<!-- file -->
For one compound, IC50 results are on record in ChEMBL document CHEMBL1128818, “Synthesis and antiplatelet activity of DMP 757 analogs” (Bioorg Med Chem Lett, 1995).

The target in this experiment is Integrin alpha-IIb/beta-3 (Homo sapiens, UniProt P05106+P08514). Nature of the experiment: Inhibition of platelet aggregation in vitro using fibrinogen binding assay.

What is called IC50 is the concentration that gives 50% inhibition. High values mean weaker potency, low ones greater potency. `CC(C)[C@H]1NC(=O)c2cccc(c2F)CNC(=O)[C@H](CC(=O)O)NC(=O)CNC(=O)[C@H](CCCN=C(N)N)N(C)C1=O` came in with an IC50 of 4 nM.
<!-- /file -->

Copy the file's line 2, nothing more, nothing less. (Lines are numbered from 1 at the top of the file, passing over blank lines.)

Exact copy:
The target in this experiment is Integrin alpha-IIb/beta-3 (Homo sapiens, UniProt P05106+P08514). Nature of the experiment: Inhibition of platelet aggregation in vitro using fibrinogen binding assay.